Innocent Voices Directed by Luis Mandoki
The brutal civil war in El Salvador is seen through the terrified eyes of 11-year-old Chava (Carlos Padilla), who knows that when he turns 12 he'll be conscripted into the government's Army and forced to kill. Based on screenwriter Oscar Torres's childhood, Mandoki's gripping film may pull on the heartstrings too knowingly, but it's hard to forget the sight of the village's children lying silent and still on every rooftop, praying the recruiting soldiers below will pass them by.
North Country Directed by Niki Caro
No matter how much dirt Charlize Theron rubs on her face to play Minnesota iron miner Josey Aimes--who mounts a class- action sexual-harassment suit against her piggish employers--she's still too refined for the part. Niki ("Whale Rider") Caro's intermittently stirring drama is loosely based on a true story. You'll be properly enraged by the humiliations Josie and her fellow women have to endure, but Hollywood contrivances and improbable courtroom twists undermine the last act. Still, Frances McDormand, as the lone female union rep, and Richard Jenkins, as Josie's angry miner dad, cut through the predictability.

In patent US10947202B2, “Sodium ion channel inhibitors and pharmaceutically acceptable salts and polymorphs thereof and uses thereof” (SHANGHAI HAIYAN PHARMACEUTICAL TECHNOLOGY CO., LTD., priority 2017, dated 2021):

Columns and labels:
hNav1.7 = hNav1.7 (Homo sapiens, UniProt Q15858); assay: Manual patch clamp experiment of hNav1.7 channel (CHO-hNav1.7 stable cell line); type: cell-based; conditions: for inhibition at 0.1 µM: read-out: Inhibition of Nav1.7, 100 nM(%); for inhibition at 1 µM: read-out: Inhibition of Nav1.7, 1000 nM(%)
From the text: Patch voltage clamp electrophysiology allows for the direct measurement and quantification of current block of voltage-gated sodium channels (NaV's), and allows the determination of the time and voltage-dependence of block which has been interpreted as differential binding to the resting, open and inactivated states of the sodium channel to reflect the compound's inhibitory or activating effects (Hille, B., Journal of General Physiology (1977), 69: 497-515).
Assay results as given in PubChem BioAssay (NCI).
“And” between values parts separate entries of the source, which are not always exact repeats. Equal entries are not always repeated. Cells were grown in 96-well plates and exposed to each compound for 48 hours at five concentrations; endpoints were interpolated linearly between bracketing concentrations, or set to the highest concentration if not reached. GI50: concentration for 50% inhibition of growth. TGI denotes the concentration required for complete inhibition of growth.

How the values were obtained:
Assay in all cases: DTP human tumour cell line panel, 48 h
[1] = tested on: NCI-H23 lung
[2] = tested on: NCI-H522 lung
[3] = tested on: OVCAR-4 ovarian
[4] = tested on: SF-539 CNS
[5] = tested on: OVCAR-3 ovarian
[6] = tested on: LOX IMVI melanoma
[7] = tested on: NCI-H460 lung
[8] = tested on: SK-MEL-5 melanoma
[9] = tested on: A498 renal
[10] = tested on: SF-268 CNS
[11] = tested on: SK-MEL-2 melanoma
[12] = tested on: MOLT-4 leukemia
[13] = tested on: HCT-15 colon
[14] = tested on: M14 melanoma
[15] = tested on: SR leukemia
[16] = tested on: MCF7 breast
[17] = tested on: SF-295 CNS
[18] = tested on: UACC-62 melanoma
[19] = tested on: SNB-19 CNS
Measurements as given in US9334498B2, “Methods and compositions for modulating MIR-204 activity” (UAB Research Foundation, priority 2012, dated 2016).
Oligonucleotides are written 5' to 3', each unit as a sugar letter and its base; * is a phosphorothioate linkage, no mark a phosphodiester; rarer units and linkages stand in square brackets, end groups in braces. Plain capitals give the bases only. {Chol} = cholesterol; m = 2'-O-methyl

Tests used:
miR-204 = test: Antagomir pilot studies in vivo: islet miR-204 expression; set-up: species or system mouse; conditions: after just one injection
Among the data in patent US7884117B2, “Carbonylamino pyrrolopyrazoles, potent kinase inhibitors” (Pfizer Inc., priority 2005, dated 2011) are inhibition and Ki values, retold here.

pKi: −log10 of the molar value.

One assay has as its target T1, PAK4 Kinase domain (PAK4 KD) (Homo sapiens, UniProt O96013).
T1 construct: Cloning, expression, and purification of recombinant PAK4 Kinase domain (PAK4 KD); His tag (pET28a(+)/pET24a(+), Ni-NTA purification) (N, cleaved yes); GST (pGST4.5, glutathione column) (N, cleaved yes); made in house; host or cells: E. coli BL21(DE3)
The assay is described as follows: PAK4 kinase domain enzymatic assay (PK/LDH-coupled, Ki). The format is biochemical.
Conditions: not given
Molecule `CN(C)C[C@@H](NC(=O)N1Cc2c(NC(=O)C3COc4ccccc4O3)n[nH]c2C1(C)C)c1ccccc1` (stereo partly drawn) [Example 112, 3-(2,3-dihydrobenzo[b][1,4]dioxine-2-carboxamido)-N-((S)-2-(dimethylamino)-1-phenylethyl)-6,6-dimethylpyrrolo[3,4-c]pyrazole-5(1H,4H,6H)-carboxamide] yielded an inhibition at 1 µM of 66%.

Kiss Kiss, Bang Bang Directed by Shane Black
In this convoluted, stylish film noir sendup, petty New York thief Harry Lockhart (Robert Downey Jr.) is mistaken for an actor and is flown to L.A. to train for a detective role with real-life private eye Gay Perry (Val Kilmer). Illusion and reality further collide when Harry falls for an aspiring actress (Michelle Monaghan), then witnesses a murder, and finds himself dodging real bullets. Jumpy and ironic, Downey is a quicksilver delight and Kilmer is funny as the gay Perry. But Black's inventive, self-conscious script--heavy on voice-over narration--can be too clever for its own good. The movie is baroque fun, but exhausting.